A friend from book group, knowing that I love Agatha Christie, very kindly lent me Robert Barnard’s A Talent to Deceive (1980 – this edition from 1990), a so-called appreciation of the Queen of Crime. It was an interesting and absorbing read, but… it was not an appreciation.
From the outset, Barnard starts by quoting all manner of people who disparage either detective fiction as a whole or Christie as an individual writer. I rather hoped he’d battle against these much-repeated nonsenses, such as…
The first and commonest charge against the Christie books is that the characterization is rudimentary in the extreme – much more so than most of her rivals.
But, lo, instead he sighs a sigh, acknowledges the fault, and then piles some more criticisms of his own, to make the matter worse:
It is almost as if she had a pack of cards with a series of types baldly characterized, and before beginning a new book she shuffled and dealt himself ten or twelve to make up a cast-list of suspects.
It’s rather tedious to have to read the usual critiques that her writing style isn’t up to much, her characters are poor, and her vocabulary restricted – none of which is quite fair, I would say – but it is particularly bad in a book that claims to be an appreciation.
HOWEVER, where Barnard saves himself is in recognising what a great plotter and pacer she was. Second to none, really. (I warmed to him when he dismissed ‘the longueurs’ of Dorothy L Sayers’ Gaudy Night, though that won’t help his case in all quarters.) I thoroughly enjoyed his closer examination of various plotting techniques, and a comparison of the ways in which Christie is able to use Poirot’s and Marple’s personalities to aid the detection plot – even if he dropped back a few points in my book by having little time for all-time-great-gent Captain Hastings (j’adore!) and even Christie-alike Ariadne Oliver.
We have a brief break where, tedium upon tedium, he feels the need to write about Christie’s infamous eleven-day disappearance. I find this event phenomenally dull (though Martin Edwards managed to make it more interesting than most) and it seems wrong to take up a whole chapter in a very short book. More analysis of Christie’s books, please! I’ll even put up with the inevitable spoilers – and there are plenty; this is a book to read only when you’ve got most of Christie under your belt, I think, and certainly most of the best-known Christie novels.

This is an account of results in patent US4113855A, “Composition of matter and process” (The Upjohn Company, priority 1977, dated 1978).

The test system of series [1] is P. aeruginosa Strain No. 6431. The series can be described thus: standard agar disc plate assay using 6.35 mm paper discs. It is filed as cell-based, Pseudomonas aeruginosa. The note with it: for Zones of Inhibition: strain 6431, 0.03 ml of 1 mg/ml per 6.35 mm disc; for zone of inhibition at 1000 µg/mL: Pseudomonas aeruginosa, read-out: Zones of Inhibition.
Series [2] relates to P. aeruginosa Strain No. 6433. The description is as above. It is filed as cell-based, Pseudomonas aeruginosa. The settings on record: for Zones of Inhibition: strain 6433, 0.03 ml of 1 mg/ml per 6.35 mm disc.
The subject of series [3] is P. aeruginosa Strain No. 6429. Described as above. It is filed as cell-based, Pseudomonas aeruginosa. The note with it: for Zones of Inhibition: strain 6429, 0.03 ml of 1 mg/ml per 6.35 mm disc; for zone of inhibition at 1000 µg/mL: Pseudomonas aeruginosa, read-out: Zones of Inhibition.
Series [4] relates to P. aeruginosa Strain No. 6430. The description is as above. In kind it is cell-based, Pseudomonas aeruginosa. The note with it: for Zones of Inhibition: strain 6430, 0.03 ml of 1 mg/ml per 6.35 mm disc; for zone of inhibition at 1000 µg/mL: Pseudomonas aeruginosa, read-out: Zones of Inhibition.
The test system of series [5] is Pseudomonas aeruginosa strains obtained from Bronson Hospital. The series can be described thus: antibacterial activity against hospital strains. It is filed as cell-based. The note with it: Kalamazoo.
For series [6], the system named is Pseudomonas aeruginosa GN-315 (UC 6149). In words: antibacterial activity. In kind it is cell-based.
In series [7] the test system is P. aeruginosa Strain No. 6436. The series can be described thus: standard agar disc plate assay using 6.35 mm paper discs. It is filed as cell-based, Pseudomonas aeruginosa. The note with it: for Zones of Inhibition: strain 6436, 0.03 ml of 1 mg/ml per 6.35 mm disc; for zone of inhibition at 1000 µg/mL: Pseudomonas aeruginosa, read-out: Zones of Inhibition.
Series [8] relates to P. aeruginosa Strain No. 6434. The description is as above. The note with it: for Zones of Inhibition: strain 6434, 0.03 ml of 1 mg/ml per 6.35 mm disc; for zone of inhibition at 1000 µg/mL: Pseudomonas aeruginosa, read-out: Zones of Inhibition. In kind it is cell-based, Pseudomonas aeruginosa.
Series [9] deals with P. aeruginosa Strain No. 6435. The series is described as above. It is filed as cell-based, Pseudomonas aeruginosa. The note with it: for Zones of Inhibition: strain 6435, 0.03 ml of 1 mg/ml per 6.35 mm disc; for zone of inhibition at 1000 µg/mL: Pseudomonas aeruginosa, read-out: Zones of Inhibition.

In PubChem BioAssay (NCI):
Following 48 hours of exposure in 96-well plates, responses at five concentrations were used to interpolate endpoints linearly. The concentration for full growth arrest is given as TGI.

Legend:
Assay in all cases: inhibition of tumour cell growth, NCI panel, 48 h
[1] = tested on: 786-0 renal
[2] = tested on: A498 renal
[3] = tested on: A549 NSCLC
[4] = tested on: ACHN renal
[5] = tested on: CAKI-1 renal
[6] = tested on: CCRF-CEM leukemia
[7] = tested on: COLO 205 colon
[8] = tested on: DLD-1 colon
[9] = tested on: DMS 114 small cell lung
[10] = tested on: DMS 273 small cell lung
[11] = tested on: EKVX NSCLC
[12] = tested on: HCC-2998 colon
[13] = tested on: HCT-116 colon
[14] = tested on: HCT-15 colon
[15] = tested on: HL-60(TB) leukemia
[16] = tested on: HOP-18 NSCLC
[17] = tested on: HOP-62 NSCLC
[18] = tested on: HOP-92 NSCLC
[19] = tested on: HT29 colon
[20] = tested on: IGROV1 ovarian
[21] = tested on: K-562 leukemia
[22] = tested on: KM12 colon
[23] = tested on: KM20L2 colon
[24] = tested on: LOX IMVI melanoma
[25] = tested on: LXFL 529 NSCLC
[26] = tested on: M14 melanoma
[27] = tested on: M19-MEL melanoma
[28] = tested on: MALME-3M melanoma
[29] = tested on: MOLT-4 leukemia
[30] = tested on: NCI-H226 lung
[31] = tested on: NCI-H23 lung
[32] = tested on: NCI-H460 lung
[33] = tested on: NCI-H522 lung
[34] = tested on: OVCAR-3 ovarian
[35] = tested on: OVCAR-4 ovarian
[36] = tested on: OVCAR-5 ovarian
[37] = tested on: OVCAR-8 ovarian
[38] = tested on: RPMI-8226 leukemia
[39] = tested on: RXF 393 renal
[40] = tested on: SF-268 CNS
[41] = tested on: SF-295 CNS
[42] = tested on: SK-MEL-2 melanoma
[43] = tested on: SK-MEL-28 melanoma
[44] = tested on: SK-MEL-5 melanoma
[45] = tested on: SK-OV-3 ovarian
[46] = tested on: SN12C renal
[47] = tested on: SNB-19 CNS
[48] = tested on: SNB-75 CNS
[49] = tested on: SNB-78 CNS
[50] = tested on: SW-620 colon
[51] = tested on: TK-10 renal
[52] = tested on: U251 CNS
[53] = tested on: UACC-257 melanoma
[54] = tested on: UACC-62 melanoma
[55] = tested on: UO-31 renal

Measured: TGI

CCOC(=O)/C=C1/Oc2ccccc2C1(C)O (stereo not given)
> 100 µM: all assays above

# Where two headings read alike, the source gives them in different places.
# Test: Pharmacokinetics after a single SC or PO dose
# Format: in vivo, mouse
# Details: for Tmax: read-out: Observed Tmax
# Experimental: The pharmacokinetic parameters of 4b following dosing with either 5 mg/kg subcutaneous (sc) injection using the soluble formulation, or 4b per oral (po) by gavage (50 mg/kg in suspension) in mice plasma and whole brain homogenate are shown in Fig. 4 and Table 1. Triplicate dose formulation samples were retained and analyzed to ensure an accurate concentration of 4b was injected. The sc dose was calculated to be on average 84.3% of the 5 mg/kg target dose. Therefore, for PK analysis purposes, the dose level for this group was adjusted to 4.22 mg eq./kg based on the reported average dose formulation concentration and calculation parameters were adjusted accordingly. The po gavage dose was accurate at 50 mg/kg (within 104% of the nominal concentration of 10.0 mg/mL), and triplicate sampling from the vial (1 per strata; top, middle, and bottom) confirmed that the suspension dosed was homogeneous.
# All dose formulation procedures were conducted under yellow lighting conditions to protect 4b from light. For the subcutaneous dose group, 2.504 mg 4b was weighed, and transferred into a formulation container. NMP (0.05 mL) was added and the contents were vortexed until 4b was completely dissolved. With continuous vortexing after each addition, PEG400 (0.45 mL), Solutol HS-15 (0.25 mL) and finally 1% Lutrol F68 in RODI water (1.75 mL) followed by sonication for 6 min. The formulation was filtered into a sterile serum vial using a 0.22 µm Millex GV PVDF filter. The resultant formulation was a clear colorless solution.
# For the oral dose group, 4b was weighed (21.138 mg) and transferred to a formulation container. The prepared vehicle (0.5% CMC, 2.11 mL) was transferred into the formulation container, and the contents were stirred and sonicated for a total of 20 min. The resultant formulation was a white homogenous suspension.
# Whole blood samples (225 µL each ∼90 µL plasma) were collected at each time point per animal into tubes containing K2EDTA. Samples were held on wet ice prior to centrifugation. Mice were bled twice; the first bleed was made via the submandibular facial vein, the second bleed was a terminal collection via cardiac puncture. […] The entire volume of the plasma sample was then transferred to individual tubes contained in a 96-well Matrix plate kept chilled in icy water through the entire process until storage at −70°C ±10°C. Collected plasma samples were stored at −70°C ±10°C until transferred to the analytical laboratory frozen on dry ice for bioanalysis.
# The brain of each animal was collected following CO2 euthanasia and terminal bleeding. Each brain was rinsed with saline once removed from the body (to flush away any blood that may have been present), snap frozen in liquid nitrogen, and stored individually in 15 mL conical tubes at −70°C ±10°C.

Barnard balances general thoughts and in-depth analysis well – the balance, that is, not necessarily his views on the books – by looking closely at three of them in a chapter on his faves. I didn’t read what he wrote about Hercule Poirot’s Christmas because I’ve not read that novel, but the other two he picked were Five Little Pigs and A Murder is Announced. My favourite section of A Talent to Deceive was what he wrote about A Murder is Announced. It was the first Christie I read and I still love it; Barnard is great on what makes Christie great, essentially.
Having said that, he – bizarrely, to my mind – nominates Five Little Pigs as her best novel. I would put it somewhere towards the bottom of those I’ve read, in that it was genuinely boring. Without giving anything major away, the plot is clever and well thought out, but Christie structures the novel from five viewpoints – which means we get the same events told to us five blinking times.
And then, with a final and rather overly ambitious overview of the nature of detective fiction, Barnard is finished with the topic. Except for the entire final 100 pages, which is a bibliography compiled by Louise Barnard and a separate annotated bibliography, presumably by Robert Barnard. The annotations are chiefly vague opinions – he suddenly gets all coy about spoilers – but it was fun to read.
Overall, this is an enjoyable, if often infuriating, book to read for Christie die-hards. I can’t imagine it’s the best ‘appreciation’ out there, and I certainly wouldn’t recommend it to anybody who had only read one or two Agatha Christie novels, but it was good for looking more closely at some of her techniques, and reminding me (whether through agreeing with certain moments in Barnard’s book, or disagreeing with others) what a fantastic writer Christie was.